Despite the NSEL's (National Spot Exchange Ltd) decision to pay out Rs 177 crore to small investors, brokers remain an unhappy lot since small investors’ dues account for very marginal portion of the total outstanding dues to brokers.
NSEL’s disbursement to small investors in the second week of the settlement cycle accounted for less than 5% of the total receivables of 10 of the 13 brokers that have individual exposures of more than Rs 50 crore.
For example, Anand Rathi Commodities received a total of Rs 7.73 crore from this disbursement against its total outstanding of Rs 641 crore. Further, most of this payouts came for investors whose exposure ranged from Rs 2 lakh to Rs 10 lakh. Similarly, AUM Commodity, Systematix commodities and Geojit Commtrade received just about 0.6% to 1.5% of the total receivables by these brokers ranging between Rs 215 crore and Rs 313 crore.
Market observers say that a majority of NSEL investors can be categorised as high networth individuals given that many businessmen traded these products. Further, some brokers are beleived to have taken proprietary positions on these products to earn quick returns. However, in the last three weeks since the crisis was uncovered, most brokers have denied this, except Motilal Oswal securities which is believed to have Rs 250 crore worth of proprietary funds stuck.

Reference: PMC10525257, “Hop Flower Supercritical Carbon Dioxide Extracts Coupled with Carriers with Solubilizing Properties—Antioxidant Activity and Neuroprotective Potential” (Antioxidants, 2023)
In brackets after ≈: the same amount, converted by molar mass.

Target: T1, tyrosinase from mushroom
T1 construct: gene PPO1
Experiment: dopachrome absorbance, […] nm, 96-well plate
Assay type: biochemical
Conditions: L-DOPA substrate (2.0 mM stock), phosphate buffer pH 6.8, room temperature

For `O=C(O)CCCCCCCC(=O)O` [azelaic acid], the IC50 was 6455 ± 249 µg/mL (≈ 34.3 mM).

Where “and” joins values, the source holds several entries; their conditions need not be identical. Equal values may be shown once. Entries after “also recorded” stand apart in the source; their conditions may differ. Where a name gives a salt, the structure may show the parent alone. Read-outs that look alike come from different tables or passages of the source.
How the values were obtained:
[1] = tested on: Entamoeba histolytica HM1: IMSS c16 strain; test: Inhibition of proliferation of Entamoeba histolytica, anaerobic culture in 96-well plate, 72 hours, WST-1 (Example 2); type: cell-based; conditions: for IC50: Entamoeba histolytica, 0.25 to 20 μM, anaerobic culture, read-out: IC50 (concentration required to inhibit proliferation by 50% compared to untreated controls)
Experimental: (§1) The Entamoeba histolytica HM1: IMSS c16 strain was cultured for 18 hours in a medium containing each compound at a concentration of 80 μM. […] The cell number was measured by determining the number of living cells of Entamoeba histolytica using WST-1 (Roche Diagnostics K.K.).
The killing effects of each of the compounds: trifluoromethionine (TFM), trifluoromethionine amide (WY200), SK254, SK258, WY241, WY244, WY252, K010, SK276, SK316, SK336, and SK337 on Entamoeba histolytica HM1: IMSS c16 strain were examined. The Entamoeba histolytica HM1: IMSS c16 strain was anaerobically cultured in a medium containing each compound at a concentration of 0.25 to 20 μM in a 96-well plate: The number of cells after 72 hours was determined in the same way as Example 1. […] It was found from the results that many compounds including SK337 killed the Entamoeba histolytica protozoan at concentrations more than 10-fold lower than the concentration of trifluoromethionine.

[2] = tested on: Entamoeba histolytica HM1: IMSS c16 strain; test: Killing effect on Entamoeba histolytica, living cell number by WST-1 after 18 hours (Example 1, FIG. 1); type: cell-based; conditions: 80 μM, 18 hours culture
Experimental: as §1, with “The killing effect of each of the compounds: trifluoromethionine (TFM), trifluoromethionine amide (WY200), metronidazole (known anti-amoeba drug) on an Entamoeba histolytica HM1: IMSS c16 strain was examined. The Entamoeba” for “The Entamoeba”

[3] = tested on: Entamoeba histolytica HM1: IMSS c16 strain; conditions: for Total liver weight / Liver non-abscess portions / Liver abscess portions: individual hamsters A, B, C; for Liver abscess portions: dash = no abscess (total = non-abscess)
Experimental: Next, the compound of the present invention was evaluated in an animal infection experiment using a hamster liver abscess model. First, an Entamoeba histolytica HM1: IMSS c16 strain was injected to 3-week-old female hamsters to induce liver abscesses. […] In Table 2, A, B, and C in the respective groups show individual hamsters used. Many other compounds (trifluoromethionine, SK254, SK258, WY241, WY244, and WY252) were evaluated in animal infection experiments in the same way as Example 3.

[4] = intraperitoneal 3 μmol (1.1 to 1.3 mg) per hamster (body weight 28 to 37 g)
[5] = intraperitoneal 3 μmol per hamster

Regulatory loopholes allowed brokers to aggressively market NSEL products, which often lured investors with the promise of returns of 12% to 15%, much higher than investment options like bank fixed deposits, liquid funds and fixed-maturity plans.
“Among the investors were importers, exporters and commodity traders who utilised their spare cash flow of R10-15 crore in these short-term products to earn attractive returns,” said a broker.
Earlier on Tuesday, after the NSEL announced this payment option, brokers argued that average investment required for the NSEL investment product was R5 lakh to Rs 6 lakh. “We don’t have clarity